Traditional echo-Doppler assessment of LV diastolic function relied on Doppler patterns of mitral inflow. Reflecting the pressure gradient between the left atrium and LV, transmitral velocities are directly related to left atrial pressure (preload) and independently and inversely related to ventricular relaxation. Because mitral inflow patterns are highly sensitive to preload and can change dramatically as diastolic dysfunction progresses, the use of mitral valve inflow patterns to assess diastolic function remains limited. Tissue Doppler imaging (TDI) assessment of diastolic function is less load dependent than that provided by standard Doppler techniques [6],[7],[8], as shown in [Figure 1] and [Figure 2].
Figure 1 Tissue Doppler signals from the lateral side of the mitral annulus [8].

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Figure 2 Recordings of velocity–time curves by pulsed tissue Doppler imaging from the basal septum and lateral wall, as indicated in the scheme of the apical four-chamber view measuring systolic (S′), early diastolic (E′), and atrial (A′) myocardial velocity. Global left ventricular function is calculated as the average of these regional segmental velocities. LA, left atrium; LV, left ventricle; RA, right atrium; RV, right ventricle [8].

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There are only a few published studies on the LV function in Egyptian children with T1DM [9],[10].


  Aim Top


The present report presents the results of studying the LV function in children with T1DM attending the Alexandria University Children’s Hospital and its relation to the glycemic control and duration of the disease.


  Patients and methods Top


The present cross-sectional study comprised two groups:
  • Group 1 (patient group) included 40 children and adolescents with T1DM, chosen randomly from those attending the diabetic clinic of the Alexandria University Children’s Hospital from January to September 2012. The inclusion criteria were DM of more than or equal to 5-year duration, absence of symptoms or signs of systolic or diastolic heart failure, and absence of systemic hypertension. Children on any medication (other than insulin) known to affect the cardiac function, for example, digitalis, angiotensin-converting enzyme inhibitors, or B-blockers, were excluded.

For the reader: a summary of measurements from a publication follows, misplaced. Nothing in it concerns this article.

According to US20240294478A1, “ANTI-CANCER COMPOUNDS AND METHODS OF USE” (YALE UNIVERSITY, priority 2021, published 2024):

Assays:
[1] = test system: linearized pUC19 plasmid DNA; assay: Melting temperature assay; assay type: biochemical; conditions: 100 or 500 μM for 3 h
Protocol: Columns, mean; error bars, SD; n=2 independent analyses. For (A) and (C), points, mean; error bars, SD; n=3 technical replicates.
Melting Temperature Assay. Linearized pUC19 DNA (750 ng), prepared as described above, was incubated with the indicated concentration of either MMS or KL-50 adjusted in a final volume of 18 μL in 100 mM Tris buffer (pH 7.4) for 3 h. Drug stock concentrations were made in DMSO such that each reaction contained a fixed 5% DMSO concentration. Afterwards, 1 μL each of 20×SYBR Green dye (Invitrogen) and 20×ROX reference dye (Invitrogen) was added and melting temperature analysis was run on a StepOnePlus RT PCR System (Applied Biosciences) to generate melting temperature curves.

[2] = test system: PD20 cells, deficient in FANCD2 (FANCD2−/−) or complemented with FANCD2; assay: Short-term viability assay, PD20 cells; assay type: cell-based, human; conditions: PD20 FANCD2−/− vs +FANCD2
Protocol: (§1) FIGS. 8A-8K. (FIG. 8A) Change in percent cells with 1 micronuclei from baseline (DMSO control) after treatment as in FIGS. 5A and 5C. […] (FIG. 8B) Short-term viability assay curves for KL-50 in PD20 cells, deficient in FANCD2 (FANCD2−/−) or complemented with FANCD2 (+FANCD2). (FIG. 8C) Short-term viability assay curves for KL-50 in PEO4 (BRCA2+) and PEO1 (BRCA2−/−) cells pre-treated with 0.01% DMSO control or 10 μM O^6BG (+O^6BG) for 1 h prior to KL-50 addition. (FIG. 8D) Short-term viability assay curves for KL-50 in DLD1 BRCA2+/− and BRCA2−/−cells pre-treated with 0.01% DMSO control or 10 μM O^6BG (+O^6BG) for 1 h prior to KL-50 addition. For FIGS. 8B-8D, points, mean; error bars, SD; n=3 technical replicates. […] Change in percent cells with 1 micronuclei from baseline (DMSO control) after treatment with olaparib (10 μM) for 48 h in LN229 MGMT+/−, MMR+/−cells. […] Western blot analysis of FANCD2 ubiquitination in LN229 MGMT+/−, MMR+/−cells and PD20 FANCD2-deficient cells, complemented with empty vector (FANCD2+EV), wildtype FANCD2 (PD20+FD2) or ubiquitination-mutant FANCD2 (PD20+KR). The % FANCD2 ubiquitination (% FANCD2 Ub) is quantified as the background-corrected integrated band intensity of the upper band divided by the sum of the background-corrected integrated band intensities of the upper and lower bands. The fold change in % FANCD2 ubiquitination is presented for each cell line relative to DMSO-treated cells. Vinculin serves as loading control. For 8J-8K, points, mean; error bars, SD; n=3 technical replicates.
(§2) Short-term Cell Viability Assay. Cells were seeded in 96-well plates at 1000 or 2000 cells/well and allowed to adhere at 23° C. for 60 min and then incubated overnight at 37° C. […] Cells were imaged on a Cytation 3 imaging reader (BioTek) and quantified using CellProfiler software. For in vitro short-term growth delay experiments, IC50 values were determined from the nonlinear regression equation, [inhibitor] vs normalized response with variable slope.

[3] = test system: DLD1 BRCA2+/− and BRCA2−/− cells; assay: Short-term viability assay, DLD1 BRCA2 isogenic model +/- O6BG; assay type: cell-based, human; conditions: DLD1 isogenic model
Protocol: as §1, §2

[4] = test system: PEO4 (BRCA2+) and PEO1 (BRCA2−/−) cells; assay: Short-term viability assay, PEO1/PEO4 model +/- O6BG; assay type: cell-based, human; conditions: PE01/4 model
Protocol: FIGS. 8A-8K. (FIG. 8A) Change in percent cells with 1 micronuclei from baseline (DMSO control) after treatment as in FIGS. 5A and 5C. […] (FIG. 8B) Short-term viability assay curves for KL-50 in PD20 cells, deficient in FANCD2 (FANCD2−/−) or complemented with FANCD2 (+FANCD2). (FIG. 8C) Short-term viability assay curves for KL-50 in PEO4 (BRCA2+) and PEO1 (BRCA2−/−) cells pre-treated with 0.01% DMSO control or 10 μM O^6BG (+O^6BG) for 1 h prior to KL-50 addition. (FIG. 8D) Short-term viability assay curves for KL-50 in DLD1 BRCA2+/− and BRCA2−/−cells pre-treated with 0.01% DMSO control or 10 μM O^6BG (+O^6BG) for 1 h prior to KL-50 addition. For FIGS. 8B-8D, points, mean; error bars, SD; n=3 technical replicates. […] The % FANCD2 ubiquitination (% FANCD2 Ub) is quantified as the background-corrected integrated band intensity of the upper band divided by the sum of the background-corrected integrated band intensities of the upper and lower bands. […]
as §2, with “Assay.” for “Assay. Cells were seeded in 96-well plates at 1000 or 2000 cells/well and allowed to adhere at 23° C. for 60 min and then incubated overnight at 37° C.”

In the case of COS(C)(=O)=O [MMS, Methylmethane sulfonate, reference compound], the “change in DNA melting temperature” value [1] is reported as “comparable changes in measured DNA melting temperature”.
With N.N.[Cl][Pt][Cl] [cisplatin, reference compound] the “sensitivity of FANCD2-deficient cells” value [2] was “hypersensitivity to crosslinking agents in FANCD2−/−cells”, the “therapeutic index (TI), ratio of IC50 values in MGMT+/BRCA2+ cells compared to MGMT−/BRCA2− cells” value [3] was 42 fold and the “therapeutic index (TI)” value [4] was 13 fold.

• Group 2 (healthy control group) included 20 apparently healthy children of matching age and sex who had no evidence of cardiovascular disease by history, physical examination, and echocardiography.


The study population was subjected to detailed history and clinical examination. The last results of glycosylated hemoglobin (HbAlc) of the diabetic patients were obtained from the files, to reflect the glycemic control.

Echocardiographic and Doppler studies

Echocardiographic and Doppler examinations of the patients and controls were performed using Kontron Maestro image machine with 1–5-MHz phased array imaging transducer, with pulsed and continuous wave Doppler and color flow imaging capabilities. All patients were examined in the supine and left lateral recumbent position. For two-dimensional (2D) echocardiography, the patients were examined using the parasternal long axis and apical views.

M-mode recordings were made while the cardiac anatomy was visualized with 2D echocardiography from the parasternal view, with ECG monitoring the cardiac cycle. All the measurements of the ventricular parameters were recorded using the leading edge technique and following the recommendations of the American Society of Echocardiography [11], where each dimension was measured at both end diastolic coinciding with the ‘R’ wave and end systolic at the smallest systolic dimension [12].

The following measurements were obtained from the M-mode guided pictures in the parasternal short-axis view:
  1. LV internal dimensions, both at end diastole and systole (LVIDd and LVIDs) or left ventricular end diastolic dimension (LVEDd) and LV end systolic dimension (LVESd).
  2. Thickness of interventricular septal wall at end of diastole (IVSd) and interventricular septal wall at end of systole (IVSs).
  3. Thickness of left ventricular wall at end diastole (PWTd) and at end of systole (PWTS) all measured in mm.


M-mode calculations

  1. Percent fractional shortening: FS%=LVIDd–LVIDs/LVIDd [13].
  2. Left ventricular end systolic and end diastolic volumes, using Teichholz formula [13].
    • Where EDV=end diastolic volume, ESV=end systolic volume [13], LVID=left ventricular internal dimension in diastole at peak Q wave, and LVIDs=left ventricular smallest internal dimension in systole.
  3. Ejection fraction was measured from M-Mode echo, based on Teichholz formula volume determination. EF=EDV-ESV/EDV, where EDV=end diastolic volume and ESV=end systolic volume